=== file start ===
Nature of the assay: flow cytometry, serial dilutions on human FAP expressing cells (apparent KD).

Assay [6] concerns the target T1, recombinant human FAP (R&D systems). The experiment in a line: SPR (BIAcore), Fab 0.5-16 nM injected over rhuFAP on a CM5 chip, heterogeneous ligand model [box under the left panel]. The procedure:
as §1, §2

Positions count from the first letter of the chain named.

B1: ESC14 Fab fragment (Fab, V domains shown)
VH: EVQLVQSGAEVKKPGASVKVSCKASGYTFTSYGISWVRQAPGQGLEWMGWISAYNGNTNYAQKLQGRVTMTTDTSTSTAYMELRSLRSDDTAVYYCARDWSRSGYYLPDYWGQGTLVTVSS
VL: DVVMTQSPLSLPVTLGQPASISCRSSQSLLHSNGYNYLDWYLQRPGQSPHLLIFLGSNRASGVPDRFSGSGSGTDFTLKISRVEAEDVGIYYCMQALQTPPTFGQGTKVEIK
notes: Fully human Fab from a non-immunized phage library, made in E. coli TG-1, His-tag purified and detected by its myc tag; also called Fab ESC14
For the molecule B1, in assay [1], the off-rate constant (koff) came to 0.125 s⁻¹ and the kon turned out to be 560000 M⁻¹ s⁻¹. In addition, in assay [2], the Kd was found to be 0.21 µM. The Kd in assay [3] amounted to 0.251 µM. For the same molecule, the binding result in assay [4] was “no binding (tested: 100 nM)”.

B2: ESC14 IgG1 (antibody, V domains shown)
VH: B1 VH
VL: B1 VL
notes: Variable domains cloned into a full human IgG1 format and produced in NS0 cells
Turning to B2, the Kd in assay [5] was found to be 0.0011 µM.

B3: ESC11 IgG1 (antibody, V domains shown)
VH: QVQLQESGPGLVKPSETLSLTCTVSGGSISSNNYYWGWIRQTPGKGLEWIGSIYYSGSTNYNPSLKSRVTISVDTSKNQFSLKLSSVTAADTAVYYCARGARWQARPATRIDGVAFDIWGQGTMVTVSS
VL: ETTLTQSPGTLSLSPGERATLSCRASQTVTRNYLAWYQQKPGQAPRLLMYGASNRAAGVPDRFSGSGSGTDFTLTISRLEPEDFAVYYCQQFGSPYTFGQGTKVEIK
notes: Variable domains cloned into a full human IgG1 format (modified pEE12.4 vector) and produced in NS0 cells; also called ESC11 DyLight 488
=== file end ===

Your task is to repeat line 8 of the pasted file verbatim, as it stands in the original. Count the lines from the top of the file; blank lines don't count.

notes: Fully human Fab from a non-immunized phage library, made in E. coli TG-1, His-tag purified and detected by its myc tag; also called Fab ESC14